“I have two children who are of school age who are doing online learning,” Taneja said. “We are not comfortable sending our children to school until there is a vaccine. We are going through the same [struggles] that other parents are.”
Tarrant County Public Health had recently published a school dashboard (TarrantCounty.com/SchoolGuidance) to help parents access a simplified assessment of the dangers faced by children (and their family members) for attending in-person learning. On the day of Taneja’s presentation, Fort Worth’s districts were registered as “red.” As of Monday, Oct. 5, Fort Worth remains red — the designation for widespread community transmission.
After weeks of vocal pleas for and against reopening classes, the school board settled on a staggered reopening plan that began last Monday.
Trustee Ashley Paz told us in an email that “the responsibility for leadership has been passed around too much. Both the state of Texas and City of Fort Worth waited too long to issue emergency orders and have reopened too early. All of our local entities have to be working together to get this thing under control. If schools are going to stay open, then conditions outside of school have to prioritize the advice of our local health experts.”
Paz has been the target of online attacks by a relatively small group of parents who live in the Tanglewood neighborhood.
“I don’t like labeling an entire neighborhood based on the actions of a few,” Paz said. “There are about 200 square miles of FWISD residents outside of Tanglewood who also have very legitimate concerns about how both [learning] options are meeting student needs. They deserve to be heard as well. At this point, students are in schools, and the district is working diligently to keep them and our teachers safe. Public officials at all levels need to be focused on how we can keep infection rates down, our schools safe, and our educational program rigorous for both virtual and in-personal learners. It’s time to move on.”
The official county stance from Taneja (who has 13 years of public health experience at the local, regional, and state levels) and a September 21 Facebook Live conversation among Mayor Betsy Price and two doctors from Cook Children’s show that what’s true for Tarrant County can mean next to nothing at the city level. While the two pediatric doctors (sitting in close proximity) opted to wear face masks, Price and Cook Children’s CEO Rick Merrill (also seated in close proximity) chose not to.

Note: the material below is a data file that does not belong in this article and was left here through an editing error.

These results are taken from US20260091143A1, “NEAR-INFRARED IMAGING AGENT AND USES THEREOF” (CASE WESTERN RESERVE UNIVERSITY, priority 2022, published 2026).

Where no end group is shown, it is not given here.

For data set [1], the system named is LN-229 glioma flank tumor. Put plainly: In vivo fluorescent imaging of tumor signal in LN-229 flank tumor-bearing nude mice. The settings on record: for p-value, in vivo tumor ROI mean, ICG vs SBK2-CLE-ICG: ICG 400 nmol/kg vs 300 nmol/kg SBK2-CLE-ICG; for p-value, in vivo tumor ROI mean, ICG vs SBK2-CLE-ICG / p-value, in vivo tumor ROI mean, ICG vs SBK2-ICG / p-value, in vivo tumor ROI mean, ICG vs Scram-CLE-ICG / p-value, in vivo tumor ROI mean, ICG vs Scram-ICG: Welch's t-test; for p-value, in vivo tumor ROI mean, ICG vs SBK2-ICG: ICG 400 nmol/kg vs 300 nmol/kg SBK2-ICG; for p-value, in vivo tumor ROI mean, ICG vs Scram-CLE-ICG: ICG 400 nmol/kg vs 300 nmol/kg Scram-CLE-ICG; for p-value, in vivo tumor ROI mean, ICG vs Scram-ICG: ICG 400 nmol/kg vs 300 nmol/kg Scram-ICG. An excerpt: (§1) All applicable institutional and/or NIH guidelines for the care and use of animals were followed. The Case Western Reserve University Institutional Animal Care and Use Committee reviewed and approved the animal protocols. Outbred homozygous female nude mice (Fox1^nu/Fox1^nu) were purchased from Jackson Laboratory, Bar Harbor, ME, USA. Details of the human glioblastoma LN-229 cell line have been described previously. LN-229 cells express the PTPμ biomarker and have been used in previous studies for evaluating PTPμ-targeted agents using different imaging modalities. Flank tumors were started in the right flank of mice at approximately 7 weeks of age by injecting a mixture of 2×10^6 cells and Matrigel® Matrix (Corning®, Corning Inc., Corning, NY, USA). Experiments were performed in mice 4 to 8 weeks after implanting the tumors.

We now have restaurants open at 75% capacity, the mayor said. That creates more jobs and a greater need for childcare, and schools are a part of that childcare.
The mayor’s statements that teachers are a source of pandemic daycare may come as a surprise to educators who pursued college degrees and graduate-level studies for the profession of education — not daycare.
“I am curious to see what arguments Vinny Taneja (not a doctor) will argue tomorrow night,” one woman commented on the mayor’s post.
There are many aspects of the current pandemic that are uncontrollable, like the idiots who refuse to wear face masks in public or to wash their hands yet go out regularly. Medical science has expanded the length and quality of human life to levels that were unimaginable even a century ago, but modern medicine can’t stop nincompoops from cherry-picking science to serve selfish aims.
Public health officials like Dr. Colquitt and Taneja have dedicated their lives to serving the public by using empirical science to solve public health problems. Like many public health officials across the country, their voices are increasingly being drowned out by a wash of pseudoscience that comforts the ignorant and emboldens extremists on both sides of the political divide. Attempts to verbally attack or politically outmaneuver top medical professionals during a pandemic may be a significant reason why the United States continues to lead the world in COVID-19 deaths (211,000 to date) and why much of the world continues to ban Americans from visiting.